A simple clock could ask the user to enter the time in hours, minutes an seconds, and then count up from there. There is some lovely maths with division and modulus to cope with hours minutes and seconds if you store the time as a number of seconds offset into the day, or there are some if statements required if you do it with 3 variables and handle the carry conditions manually.
You can introduce validation into the time entry routine which throws up some interesting range issues for each field, or you could get the kids to display a little menu with different button presses advancing the hours, minutes and seconds with each press just like a real clock.
You could introduce an alarm time, and when the alarm goes off it could display a message on the screen.
If you integrate the code with the graphics examples below, you could get the kids to draw 4 7-segment LED displays in red that are updated to display the numbers (complete with the flashing colon in the middle!), and the more advanced kids might enjoy the maths involved with drawing slanted diamond shapes rather than just rectangles.
You can introduce functions, so a function that draws a 7 segment pattern at a position of the screen, and then layer those into functions that display hours minutes and seconds.
And finally, you could lead into a hardware project, where you fit 4 * 7-segment LED displays to the GPIO pins (at which point you run out of pins and have to introduce a real-time scanning routine to scan through 4 commons of 7 segments rapidly to introduce persistence of vision – which is how real clock displays work).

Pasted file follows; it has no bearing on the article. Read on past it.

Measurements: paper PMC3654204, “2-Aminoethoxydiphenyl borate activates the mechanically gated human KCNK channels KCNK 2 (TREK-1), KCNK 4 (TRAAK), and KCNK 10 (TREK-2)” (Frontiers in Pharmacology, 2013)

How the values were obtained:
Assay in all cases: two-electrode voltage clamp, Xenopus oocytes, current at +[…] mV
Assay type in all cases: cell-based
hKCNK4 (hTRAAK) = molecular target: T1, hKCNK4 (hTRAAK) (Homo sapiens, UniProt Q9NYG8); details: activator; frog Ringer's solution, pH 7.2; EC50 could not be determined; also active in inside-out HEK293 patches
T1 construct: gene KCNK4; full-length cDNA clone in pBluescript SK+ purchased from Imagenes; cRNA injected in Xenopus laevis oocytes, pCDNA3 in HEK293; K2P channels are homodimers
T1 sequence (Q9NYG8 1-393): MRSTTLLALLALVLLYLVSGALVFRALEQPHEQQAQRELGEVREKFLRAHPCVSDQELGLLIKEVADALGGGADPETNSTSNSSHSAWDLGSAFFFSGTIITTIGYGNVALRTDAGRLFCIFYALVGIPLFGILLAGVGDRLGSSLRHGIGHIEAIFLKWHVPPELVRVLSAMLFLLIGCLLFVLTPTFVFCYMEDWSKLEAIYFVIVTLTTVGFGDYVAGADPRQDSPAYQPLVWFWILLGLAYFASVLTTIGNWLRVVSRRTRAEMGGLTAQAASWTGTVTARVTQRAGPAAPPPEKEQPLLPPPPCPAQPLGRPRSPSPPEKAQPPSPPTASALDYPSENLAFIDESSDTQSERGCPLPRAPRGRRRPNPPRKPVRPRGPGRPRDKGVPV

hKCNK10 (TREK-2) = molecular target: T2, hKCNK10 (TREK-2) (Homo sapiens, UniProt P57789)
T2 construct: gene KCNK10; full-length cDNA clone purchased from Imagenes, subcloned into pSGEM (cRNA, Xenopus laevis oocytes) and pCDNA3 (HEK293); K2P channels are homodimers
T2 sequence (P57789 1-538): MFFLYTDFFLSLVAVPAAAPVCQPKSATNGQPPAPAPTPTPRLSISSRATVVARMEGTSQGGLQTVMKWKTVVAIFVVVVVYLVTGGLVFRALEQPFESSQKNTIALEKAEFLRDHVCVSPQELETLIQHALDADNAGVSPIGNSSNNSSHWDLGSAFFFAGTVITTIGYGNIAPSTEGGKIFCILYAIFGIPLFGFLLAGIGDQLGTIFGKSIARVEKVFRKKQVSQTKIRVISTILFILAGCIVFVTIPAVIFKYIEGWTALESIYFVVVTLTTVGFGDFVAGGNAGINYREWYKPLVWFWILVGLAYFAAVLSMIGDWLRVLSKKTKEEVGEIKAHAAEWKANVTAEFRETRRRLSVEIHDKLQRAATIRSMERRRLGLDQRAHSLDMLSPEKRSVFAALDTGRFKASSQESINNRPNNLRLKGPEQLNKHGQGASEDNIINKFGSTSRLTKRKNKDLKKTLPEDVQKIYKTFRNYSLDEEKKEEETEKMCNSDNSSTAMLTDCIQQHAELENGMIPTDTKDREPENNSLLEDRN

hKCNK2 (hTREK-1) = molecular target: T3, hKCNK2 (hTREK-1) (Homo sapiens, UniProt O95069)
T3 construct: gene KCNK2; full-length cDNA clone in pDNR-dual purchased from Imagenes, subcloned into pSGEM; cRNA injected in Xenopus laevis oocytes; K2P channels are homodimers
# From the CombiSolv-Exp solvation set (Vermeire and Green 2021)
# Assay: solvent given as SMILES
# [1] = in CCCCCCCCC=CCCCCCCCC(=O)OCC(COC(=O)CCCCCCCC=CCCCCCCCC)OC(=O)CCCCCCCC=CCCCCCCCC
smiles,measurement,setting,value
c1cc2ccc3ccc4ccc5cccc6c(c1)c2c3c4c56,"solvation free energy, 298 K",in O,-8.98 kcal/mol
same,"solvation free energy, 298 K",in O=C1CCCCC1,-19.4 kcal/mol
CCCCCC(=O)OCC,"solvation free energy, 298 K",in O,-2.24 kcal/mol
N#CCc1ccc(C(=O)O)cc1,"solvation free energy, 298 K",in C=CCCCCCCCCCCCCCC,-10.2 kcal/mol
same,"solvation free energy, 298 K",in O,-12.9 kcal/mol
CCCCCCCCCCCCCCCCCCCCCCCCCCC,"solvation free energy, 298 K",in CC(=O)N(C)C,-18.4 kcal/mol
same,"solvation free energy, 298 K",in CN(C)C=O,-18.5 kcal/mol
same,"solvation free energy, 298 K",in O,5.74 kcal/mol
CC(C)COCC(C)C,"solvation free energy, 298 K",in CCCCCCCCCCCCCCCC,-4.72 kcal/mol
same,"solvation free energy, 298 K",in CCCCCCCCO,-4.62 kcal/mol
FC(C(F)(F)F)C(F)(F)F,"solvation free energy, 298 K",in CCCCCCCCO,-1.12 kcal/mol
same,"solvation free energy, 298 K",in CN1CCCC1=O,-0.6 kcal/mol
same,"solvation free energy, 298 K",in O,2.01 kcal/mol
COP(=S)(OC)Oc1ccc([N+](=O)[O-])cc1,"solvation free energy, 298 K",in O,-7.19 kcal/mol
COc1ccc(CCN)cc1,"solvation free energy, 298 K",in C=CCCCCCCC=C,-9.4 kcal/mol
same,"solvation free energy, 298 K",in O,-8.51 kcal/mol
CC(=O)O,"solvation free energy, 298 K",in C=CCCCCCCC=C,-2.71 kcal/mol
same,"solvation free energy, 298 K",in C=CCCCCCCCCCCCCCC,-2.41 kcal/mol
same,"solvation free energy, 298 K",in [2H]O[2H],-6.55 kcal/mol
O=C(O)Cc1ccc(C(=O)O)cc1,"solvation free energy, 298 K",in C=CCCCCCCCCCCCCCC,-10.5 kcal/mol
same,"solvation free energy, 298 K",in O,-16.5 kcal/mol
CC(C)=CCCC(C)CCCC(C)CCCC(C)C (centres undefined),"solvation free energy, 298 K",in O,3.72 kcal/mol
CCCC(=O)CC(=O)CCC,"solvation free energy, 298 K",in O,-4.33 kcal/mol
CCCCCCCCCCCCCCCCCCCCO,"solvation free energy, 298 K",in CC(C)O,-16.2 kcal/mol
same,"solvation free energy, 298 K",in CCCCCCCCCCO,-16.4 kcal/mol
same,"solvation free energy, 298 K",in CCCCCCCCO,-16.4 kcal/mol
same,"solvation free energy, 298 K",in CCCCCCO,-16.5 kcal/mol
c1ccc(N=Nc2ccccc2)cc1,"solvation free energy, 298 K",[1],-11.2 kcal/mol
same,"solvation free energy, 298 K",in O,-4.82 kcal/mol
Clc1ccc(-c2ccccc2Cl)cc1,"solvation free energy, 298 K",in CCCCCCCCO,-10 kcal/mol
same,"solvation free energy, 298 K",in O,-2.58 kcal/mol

As a bonus, it should be possible to change 1 line of code and switch between the software on screen simulation and the real hardware. So there are lots of places to go from this simple program. Read the blog articles about the dice game for a lot of the hardware related knowledge, and also to (soon) read about our on screen software simulation of the dice which used the (below) graphics examples as a starting point.
There are two programs graphics1.py and graphics2.py that give you the bare minimum to open up a graphics window and plot pixels on the screen. graphics1.py just opens a window and plots a small box, whereas graphics2.py is a stepping stone towards “Conway’s game of life” as recently popularised by Amy Mather (13, @MiniGirlGeek) at the CPC Raspberry Jamboree 2013. See the linked article below for full details of Conway’s game of life.
Graphics2.py plots a grid that it fills with 500 random points, then it clears the grid and plots another 500 random points. It creates an interesting “shimmering” pattern on the screen that can be useful to run up on the Pi as kids enter the room so that the screen is doing something active. Again, you can use the graphics cookbook examples in all the ways described above for the name.py programs.
 Mather, A. “Conway’s Game of Life“, 2013 Raspberry Jamboree, Manchester.
 Conway’s Game of Life on wikipedia, accessed 06/04/2013
 A dice simulator